US President George Bush has demanded Congress enact his $150bn tax relief plan as soon as possible as the economy enters a "period of uncertainty".
Delivering his final State of the Union address, Bush warned Congress against the temptation to load up the bill, as it would only delay or derail the plan.
“In the long run, Americans can be confident about our economic growth. But in the short run, we can all see that that growth is slowing,” the President says.
“This is a good agreement that will keep our economy growing and our people working. And this Congress must pass it as soon as possible.”
Bush says while the US has added jobs for a record 52 straight months, employment is now growing at a slower pace.
“Wages are up, but so are prices for food and gas. Exports are rising, but the housing market has declined,” Bush says.
“At kitchen tables across our country, there is a concern about our economic future.
“To build a prosperous future, we must trust people with their own money and empower them to grow our economy.”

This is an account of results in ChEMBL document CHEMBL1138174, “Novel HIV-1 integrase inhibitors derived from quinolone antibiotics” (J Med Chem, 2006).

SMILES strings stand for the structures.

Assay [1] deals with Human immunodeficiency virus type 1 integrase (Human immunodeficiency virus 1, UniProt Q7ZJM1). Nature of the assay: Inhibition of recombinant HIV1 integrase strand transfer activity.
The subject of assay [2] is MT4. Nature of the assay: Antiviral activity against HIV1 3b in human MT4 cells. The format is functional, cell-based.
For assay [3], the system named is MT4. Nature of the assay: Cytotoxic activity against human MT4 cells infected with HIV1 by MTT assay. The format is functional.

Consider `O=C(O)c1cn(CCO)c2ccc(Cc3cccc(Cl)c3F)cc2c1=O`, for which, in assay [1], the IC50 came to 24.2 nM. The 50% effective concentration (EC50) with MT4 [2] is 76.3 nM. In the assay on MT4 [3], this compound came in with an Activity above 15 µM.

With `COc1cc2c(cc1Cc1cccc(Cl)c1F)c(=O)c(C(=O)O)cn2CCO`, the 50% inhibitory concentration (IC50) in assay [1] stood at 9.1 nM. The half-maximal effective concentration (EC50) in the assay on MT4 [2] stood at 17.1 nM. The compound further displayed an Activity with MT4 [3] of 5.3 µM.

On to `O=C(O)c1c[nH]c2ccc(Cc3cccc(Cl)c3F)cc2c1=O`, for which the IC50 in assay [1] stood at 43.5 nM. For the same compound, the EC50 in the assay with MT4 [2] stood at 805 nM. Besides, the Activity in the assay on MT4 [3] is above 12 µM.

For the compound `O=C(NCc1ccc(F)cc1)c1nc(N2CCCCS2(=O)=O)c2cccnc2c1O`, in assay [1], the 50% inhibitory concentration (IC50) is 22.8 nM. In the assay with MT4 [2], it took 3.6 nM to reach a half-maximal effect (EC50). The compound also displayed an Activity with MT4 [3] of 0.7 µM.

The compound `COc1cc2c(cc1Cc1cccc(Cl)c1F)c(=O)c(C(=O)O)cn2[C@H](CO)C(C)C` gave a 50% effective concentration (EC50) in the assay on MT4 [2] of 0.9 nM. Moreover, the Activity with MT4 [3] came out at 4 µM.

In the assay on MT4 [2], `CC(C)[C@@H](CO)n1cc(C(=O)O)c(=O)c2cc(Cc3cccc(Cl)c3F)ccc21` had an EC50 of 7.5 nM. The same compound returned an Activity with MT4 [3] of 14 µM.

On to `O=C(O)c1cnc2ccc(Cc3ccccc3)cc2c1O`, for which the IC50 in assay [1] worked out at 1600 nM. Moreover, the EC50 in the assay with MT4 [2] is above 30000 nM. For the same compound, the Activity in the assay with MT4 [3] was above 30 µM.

Bush also says the US government has more work to do on relieving the tax burden on Americans.
"Some in Washington argue that letting tax relief expire is not a tax increase,” the President adds.
“Try explaining that to 116m American taxpayers who would see their taxes rise by an average of $1,800.
"American families should not have to worry about their federal government taking a bigger bite out of their paychecks.
"There's only one way to eliminate this uncertainty: Make the tax relief permanent. And members of Congress should know: If any bill raises taxes reaches my desk, I will veto it.”
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